Let's take a look at ways to tune a car engine and what exactly we mean by engine tuning.
First up we have to accept that there are many different types of engines.
We can only cover generic theory in this article on how to tune a car
and suggest if you want more specific advice you sign up to our car forums where our helpful and friendly members will assist you further.
For many a tuned car is simply one running at peak efficiency and
they would achieve this by a full service and adjustment to factory
For others the aim is to get the car running and performing better
than originally intended. Due to the conservative settings used by
manufacturers and low cost production methods and techniques there are
plenty of opportunities to improve your engine.
Most of Cars owners are interested in maximizing the
performance of their cars. But these methods can also be used to maximize economy by pushing the engine into it's most efficient range.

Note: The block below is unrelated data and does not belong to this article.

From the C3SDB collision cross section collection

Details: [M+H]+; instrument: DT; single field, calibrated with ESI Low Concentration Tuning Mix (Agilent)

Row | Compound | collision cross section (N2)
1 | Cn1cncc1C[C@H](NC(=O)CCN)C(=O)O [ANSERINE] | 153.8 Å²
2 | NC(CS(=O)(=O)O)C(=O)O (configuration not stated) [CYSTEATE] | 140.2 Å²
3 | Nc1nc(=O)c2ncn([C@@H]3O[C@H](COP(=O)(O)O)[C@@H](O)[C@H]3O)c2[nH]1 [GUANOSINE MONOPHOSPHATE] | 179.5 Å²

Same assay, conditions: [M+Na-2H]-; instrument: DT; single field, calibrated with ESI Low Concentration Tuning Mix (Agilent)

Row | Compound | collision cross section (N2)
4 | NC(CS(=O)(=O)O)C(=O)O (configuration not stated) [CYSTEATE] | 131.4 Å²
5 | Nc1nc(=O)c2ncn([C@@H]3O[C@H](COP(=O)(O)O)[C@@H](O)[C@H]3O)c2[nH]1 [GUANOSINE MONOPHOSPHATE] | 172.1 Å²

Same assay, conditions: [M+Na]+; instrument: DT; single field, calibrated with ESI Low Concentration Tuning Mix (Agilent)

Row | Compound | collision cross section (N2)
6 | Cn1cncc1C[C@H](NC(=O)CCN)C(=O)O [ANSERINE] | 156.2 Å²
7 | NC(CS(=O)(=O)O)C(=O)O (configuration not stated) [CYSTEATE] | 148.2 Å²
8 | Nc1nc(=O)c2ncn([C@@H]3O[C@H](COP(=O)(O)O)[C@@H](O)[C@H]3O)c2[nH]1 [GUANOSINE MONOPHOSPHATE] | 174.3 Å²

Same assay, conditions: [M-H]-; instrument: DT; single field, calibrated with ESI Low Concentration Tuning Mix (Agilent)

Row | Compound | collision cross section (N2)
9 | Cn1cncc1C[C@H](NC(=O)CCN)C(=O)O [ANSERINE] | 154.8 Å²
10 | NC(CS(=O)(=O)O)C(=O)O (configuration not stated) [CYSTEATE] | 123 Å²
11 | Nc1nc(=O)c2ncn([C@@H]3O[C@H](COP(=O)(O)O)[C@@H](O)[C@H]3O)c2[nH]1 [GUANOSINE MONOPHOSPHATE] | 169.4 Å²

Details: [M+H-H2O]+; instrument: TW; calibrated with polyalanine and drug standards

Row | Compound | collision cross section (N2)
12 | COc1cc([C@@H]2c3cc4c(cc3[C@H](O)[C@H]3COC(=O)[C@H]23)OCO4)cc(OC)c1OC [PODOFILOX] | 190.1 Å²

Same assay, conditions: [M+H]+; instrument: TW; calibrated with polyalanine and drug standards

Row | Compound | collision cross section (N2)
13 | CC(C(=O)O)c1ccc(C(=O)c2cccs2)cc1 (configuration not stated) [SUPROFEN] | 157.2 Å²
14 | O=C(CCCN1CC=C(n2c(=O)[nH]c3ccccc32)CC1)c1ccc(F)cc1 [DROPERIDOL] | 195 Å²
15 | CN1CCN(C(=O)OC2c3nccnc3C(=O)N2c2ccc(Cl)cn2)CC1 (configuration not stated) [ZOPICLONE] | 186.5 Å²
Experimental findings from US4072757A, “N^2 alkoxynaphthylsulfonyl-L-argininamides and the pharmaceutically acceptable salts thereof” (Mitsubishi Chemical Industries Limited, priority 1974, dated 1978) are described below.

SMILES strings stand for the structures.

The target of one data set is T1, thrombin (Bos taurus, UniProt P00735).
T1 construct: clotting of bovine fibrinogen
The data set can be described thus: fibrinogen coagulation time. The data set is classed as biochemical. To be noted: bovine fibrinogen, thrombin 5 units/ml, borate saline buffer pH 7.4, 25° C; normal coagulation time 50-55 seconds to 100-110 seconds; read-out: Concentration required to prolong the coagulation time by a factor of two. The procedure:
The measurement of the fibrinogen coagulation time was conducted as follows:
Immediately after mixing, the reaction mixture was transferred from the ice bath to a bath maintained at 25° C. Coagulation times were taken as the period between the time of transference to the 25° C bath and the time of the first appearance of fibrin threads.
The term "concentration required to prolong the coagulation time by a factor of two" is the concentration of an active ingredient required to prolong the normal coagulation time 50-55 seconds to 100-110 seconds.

Your first step is to ensure that the engine is running as it was intended. Change the oil and filter, fit new spark plugs and perform a full service if the leads are old they will also need replacing.
Get the engine compression tested and rectify any major issues like
worn piston rings and broken or worn valves. (Checking the valve
clearance is also a very good idea as this can lose a fair bit of
How to tune a Carburettor Engines
These typically rely on a breaker to distribute the spark with a
crude mechancial advance as the RPM rises. By timing the spark to occur a
fraction earlier you can extract a more complete burn cycle and more
efficiently convert the fuel and air mix into power. Too much advance is
a bad thing as the engine will start to knock.
Generally speaking a trial and error approach can often be used, if
you gradually turn up the advance until the engine starts knocking and